Saturday, December 21, 2013

Public Bath on Huron Street - Greenpoint Bathhouse

Historic nineteen forties tax photo of public bathhouse on Huron Street
Public Bath on Huron Street Historic Photo - circa 1940
Courtesy of NYC Municipal Archives
Greenpoint Huron Street Bathhouse
Public Bath on Huron Street
The Public Bath on Huron Street is one of the few remaining structures from an important but almost forgotten movement for progressive urban reform. Prior to tenement laws which required bathroom facilities in every flat, many of the urban poor had few bathing options. The objective of the Public Bath Movement was to improve public health, as well as the dignity and upward mobility for those living in tenements. 


Type B NY Public Bath Floor Plan
Pitkin Avenue Public Bath

Most of the public baths in New York City were planned and designed based on recommendations from Dr. Simon Baruch and the Association for the Improvement of the Conditions of the Poor (A.I.C.P.). Dr. Baruch, dubbed "father of the public bath", was a professor of hydrotherapy at Columbia University, an outspoken advocate for public baths and the father of financier Bernard Baruch.[1] Included in the A.I.C.P. recommendations were two standard lot sizes, a preference for "shower baths" over bath tubs and greater capacity for male bathers.[1][6] The A.I.C.P. architects Cady, Berg & See provided two model plans, the "Type A" for small city lots and "Type B" for larger lots.[6][7] The Public Bath on Huron Street was built on the "type B" 50' x 100' lot and its layout is almost identical to that illustrated in the plan of the Pitkin Avenue Public Bath shown above.[6]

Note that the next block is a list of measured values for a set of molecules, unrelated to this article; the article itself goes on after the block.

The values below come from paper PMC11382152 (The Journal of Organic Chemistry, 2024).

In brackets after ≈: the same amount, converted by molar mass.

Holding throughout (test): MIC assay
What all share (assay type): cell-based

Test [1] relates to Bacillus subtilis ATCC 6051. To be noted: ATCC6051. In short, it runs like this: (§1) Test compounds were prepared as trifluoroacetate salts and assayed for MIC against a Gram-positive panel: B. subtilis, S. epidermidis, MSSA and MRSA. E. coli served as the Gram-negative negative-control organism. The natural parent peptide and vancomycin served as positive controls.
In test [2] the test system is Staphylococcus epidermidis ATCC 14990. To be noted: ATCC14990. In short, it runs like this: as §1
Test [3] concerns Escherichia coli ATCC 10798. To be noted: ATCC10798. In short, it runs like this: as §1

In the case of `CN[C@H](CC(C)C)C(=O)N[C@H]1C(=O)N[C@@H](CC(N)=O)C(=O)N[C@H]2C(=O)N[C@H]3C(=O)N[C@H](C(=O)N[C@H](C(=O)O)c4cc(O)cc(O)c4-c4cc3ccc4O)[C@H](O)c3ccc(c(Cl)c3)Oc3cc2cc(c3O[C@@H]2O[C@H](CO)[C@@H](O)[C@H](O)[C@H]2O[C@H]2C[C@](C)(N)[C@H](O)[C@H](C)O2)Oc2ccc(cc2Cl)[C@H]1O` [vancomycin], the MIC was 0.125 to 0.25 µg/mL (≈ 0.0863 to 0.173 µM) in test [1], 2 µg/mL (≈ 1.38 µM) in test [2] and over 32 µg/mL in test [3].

The Huron Street Public Bath was built in 1903 at a total cost of $103,724 and opened in 1904.[1][2] Similar to the other public baths in NY built at the turn of the last century, the Public Bath on Huron Street is a Classical Revival style building designed to be “imposing in appearance with an architectural style recalling ancient Roman public baths with classical pilasters, columns, arches and cornices”.[1] The Public Bath was renovated by the WPA in the late 30s along with the other Brooklyn public baths; work included “repairs and replacement of mechanical equipment, new roofing and skylights, new tile walls and floors, new marble enclosures for the showers, replacing the old soapstone stalls, as well as details of outside renovation such as sand blasting and the resetting of entrance steps”[3] The Huron Street bathing facility was steam heated, an amenity that was lacking in the coal fire furnace heated public bath across the creek in Long Island City. When reviewed by a reporter in 1956 the building contained 25 shower stalls for women, 62 for the men and 2 tubs, one on either side of the bathhouse. The layout of the bath included a separate entrance for men and woman with a booth in the middle, which at the Huron Street location offered soap and towel rentals.[4] 

At its peak the Huron Street public bath served over a thousand people a day on average but by the time it closed that number had dropped to 25.[5] In 1955 the state law requiring each county to maintain a public bath was amended. After the amendment passed, the Greenpoint bathhouse was no longer mandatory, leaving it vulnerable to city cutbacks.[4] Most of Brooklyn’s public baths closed between 1949 and 1953[5] and by 1956 the Public Bath on Huron Street was the last remaining public bath operating in Brooklyn.[4] The Huron Street facility was decommissioned and closed its doors on December 12th 1960. After closing, the building was eventually auctioned off by the city and is now owned by the proprietor of a custom gilding and framing company (Cowood Gilders) that is operated on the first floor of the building; the building’s second floor is rented out as artist studios.